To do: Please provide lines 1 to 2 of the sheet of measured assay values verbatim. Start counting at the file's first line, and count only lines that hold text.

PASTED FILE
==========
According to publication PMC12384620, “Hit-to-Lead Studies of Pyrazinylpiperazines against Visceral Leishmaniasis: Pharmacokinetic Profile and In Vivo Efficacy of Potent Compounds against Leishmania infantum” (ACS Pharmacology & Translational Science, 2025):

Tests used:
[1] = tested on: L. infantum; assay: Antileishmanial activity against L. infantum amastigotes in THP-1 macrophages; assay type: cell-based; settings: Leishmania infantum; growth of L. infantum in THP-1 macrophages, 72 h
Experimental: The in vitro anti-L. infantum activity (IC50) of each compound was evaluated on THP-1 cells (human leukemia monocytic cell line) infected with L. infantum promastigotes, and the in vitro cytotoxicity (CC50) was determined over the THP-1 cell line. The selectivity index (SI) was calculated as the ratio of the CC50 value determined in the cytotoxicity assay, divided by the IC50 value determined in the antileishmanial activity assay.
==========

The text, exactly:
According to publication PMC12384620, “Hit-to-Lead Studies of Pyrazinylpiperazines against Visceral Leishmaniasis: Pharmacokinetic Profile and In Vivo Efficacy of Potent Compounds against Leishmania infantum” (ACS Pharmacology & Translational Science, 2025):

Tests used: